Brechtel19808 Oct 2018 5:28 p.m. PST

But not by the US government…

Brechtel19809 Oct 2018 4:32 a.m. PST

…and regarded by the Royal Navy as British citizens.


During that period, weren't they British subjects, not citizens?

Tango01 Supporting Member of TMP09 Oct 2018 11:13 a.m. PST

Good point!.

Amicalement
Armand

Mr Astrolabe09 Oct 2018 11:27 a.m. PST

Yes, probably subjects. Certainly subject to being taken off the boat should the Royal Navy decide they're British :-)

Stoppage09 Oct 2018 2:17 p.m. PST

I just looked up British Subject on wikipedia. Wish I hadn't – very complicated.

williamb09 Oct 2018 2:28 p.m. PST

conscription is for a limited term of service depending on nation, branch of service, and hostilities. Impressment has no time limit.

williamb09 Oct 2018 2:29 p.m. PST

conscription is for a limited term of service depending on nation, branch of service, and hostilities. Impressment is for life.

14Bore10 Oct 2018 2:28 p.m. PST

Mostly from reading O'Brien that I got a sense of conscription, he uses the law any former British seaman can be pressed off of any foreign vessel.

42flanker11 Oct 2018 9:57 a.m. PST

I'm sure that level of desertion would be possible in a fleet of 100,000 men and over 600 ships (works out about one sailor per month for every two ships I think). Nothing outrageous there, even though the headline figure sounds big.

My maths is notoriously bad but the figure of 42,000 desertions in the period 1793-1803 attributed to Nelson, assuming that is accurate, I think comes to 4,200 a year, which I think is 350 a month.

Nonetheless, when you narrow the desertion rate to the amount of time Royal Navy ships spent in port and actually moored at the quayside, these figures would take on greater significance.

Mr Astrolabe11 Oct 2018 10:54 a.m. PST

I've not looked at how long/how many ships were moored at any one time, but reading something else (Mosterts "Line upon a Wind") he refers to a specific impressed set of seamen who deserted whilst the ships they manned (they were part of a fleet) – were in port (Cape Town) for several months. Also there could well be continuous boat traffic between ships off the coast but not necessarily at the quayside which would enable any sailor to smuggle himself out, or swim if able. Plus the above tale mentions sailors swimming to other nearby ships. thus for the creative (and I imagine you'd get plenty of thinking time whilst at sea) there were probably a lot of opportunities.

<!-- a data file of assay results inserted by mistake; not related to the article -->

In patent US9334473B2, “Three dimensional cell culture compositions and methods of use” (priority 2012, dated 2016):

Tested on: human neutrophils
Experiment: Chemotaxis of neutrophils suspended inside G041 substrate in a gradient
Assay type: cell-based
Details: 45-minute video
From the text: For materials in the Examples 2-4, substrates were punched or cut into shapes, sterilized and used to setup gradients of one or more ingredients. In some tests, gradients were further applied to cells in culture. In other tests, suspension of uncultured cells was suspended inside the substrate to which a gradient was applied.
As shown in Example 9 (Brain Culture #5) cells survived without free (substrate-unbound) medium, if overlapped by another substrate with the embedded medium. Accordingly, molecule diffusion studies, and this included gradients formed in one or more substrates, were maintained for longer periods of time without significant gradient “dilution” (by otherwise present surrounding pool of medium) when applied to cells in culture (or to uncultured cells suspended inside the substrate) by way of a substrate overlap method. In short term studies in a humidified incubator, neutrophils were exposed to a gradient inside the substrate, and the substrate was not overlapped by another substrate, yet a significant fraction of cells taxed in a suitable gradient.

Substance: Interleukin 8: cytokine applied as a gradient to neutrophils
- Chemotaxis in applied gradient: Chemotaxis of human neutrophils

42flanker11 Oct 2018 2:40 p.m. PST

Not many C18th sailors could swim, by all accounts, and for the very reasons you suggest, passage over the side, into mostly open boats, would be strictly policed; one of the reasons Marines served on HM ships.

Mr Astrolabe12 Oct 2018 11:46 a.m. PST

Ref swimming – true, but some could.
Ref passage onto open boat – bear in mind the guy isn't going to have "deserter" written on his head – he's just another sailor going ashore.
The fact they deserted in some numbers means it was possible, and given the size of the navy at the time and the desire for many people to leave it I don't find the figures particularly surprising, the navy clearly coped with the problem, ironically with impressment.

42flanker12 Oct 2018 3:35 p.m. PST

'Just another sailor going ashore'- the point is that sailors didnt go over the side without assigned duties on specific boats. They were not in large groups and would tend to be reliable men under the command of others.

Clearly, the odd man might slip away, and the odd man might swim ashore. I am still curious how that pattern of desrtion could be maintained. Perhaps, across the oceans of the world, 350 men a month isn't that great a figure.

Mr Astrolabe13 Oct 2018 6:44 a.m. PST

Several paintings/drawings at the time depict ships surrounded by "bum boats" – locals plying their wares (& sometimes their wives) to sailors on board ships. I imagine during such chaotic scenes it would be possible for people to move illicitly. As you say, in a navy of 100,000 – 350 a month (about 5% a year?) doesn't seem implausible.
On an aside – was just looking at a manifest of the HMS Victory's crew at Trafalgar – there were 22 Americans on board, only one of whom had been pressed. Furthermore the signaller who ran up the famous "every man" signal before the battle was a pressed man.

42flanker13 Oct 2018 10:07 a.m. PST

"Several paintings/drawings at the time depict ships surrounded by "bum boats" – locals plying their wares (& sometimes their wives) to sailors on board ships. I imagine during such chaotic scenes it would be possible for people to move illicitly."

Indeed, but you would not be the only one to imagine that, naval officers being intelligent fellows,and for that reason contact was monitored by those on watch. With desertion was a problem, the naval authorities did not merely shrug.

42flanker13 Oct 2018 10:14 a.m. PST

I found this documentary illuminating

YouTube link